Ketamine Nasal Spray Treats Depression, Says New Study

A ketamine-based nasal spray may be superior to conventional medication for adults with treatment-resistant depression, according to recent studies.

Per significant clinical research, those who used the spray and other antidepressants had a higher chance of seeing a lasting remission of their symptoms than those who used an antipsychotic.

For many years, people have taken ketamine as a sedative and a recreational substance with dissociative properties. It has lately gained popularity as a potential depression therapy.

Although this is regarded as an off-label usage of the medication, people who take ketamine for depression frequently obtain modest dosages of it through IV infusions given at specialized clinics.

However, in 2019, the Food and Drug Administration formally authorized Spravato, a nasal spray created by Johnson & Johnson. Esketamine, a chemical relative to ketamine, is used in this spray and is one of the two molecules that make up ketamine.

For those with severe depression who have not responded to conventional medications, Spravato was first authorized. Based on data demonstrating that it might effectively decrease ideation, the FDA approved it in 2020 for depressed individuals with acute suicidal thoughts or actions.

Ketamine should be taken in addition to other traditional antidepressants.

Additionally, the spray plus these medications outperformed the other drugs with a placebo spray in the critical studies that approved it.

However, other medicines have traditionally been used to treat those with severe depression, and it is yet unclear how ketamine-based therapies stack up against these treatments.

The antipsychotic quetiapine, frequently marketed as Seroquel, is one of these alternatives. The ESCAPE-TRD study, a follow-up to J&J's clinical trials of Spravato, directly compared the spray to quetiapine. The trial's early findings were made public in November of last year, and the data was formally published in the New England Journal of Medicine.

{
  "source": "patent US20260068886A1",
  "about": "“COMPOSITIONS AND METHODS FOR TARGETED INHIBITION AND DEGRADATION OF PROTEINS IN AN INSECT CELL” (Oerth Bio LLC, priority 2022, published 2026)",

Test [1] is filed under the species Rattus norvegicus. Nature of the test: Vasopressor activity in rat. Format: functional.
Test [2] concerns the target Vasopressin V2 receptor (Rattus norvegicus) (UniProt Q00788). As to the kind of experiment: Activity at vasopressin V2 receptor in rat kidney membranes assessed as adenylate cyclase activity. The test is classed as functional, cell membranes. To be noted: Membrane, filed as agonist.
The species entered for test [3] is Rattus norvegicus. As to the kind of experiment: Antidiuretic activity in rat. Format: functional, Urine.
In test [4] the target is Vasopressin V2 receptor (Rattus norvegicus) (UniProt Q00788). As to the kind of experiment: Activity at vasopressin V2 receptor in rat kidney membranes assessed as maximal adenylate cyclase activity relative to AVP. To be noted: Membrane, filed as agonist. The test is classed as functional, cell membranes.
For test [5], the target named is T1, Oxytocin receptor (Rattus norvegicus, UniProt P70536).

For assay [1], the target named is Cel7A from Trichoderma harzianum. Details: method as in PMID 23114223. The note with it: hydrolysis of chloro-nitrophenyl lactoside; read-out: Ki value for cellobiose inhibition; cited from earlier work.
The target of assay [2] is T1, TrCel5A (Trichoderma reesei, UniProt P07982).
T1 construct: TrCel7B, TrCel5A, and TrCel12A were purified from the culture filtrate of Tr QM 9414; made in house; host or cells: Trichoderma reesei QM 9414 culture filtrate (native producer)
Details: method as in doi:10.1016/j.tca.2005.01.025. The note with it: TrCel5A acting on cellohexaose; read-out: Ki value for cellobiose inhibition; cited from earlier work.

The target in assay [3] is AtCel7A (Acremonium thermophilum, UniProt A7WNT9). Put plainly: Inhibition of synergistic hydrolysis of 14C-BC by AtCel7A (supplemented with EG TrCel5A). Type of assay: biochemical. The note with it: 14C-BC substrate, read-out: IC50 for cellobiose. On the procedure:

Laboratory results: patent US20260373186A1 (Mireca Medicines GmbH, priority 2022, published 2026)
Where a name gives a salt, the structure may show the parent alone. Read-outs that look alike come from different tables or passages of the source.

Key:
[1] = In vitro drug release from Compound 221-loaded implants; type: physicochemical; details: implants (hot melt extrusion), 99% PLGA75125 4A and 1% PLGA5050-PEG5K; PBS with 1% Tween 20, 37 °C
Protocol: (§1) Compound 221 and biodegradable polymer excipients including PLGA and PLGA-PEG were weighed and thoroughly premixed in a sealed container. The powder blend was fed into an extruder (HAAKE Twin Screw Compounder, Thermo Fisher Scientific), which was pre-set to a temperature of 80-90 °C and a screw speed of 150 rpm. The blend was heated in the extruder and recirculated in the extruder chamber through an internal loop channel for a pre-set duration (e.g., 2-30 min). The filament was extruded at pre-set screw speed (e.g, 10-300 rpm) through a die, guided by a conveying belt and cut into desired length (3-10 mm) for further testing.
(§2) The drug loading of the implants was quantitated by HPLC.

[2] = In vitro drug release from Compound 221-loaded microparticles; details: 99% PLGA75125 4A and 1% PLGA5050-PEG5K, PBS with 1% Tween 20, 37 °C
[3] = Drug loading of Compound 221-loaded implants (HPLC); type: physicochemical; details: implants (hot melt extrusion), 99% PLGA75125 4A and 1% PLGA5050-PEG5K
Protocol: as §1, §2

Findings from the study:

More than 650 individuals with treatment-resistant depression participated in the trial. They were randomly assigned to receive either quetiapine or the nasal spray, in addition to conventional antidepressants.

Following a standard scoring system, after week eight, 28% of patients using the spray had their depression under control, as opposed to 18% of those using quetiapine.

The remission rate remained greater in those on esketamine up to 32 weeks later, with 55% versus 37%, respectively. This was the study's primary goal.

Additionally, a more significant number of individuals—22% and 14%—did not suffer any recurrence of their symptoms throughout the 32 weeks.

Allan Young, the study's author and the head of the Center for Affective Disorders at King's College London, thinks that ketamine ought to be regarded as a first-line therapy for treatment-resistant depression in light of these findings.

"There is an argument for using ketamine first if we can identify the characteristics of those who would respond well," he told Gizmodo in an email.

There is an argument for using ketamine first if we can identify the characteristics of those who would respond well.

-Young via email to Gizmodo

He also points out that only a small percentage of subjects responded fully to esketamine. Therefore, even while researchers are optimistic about the potential of this medication and similar ones, we still need various therapy options to assist everyone who suffers from depression effectively.


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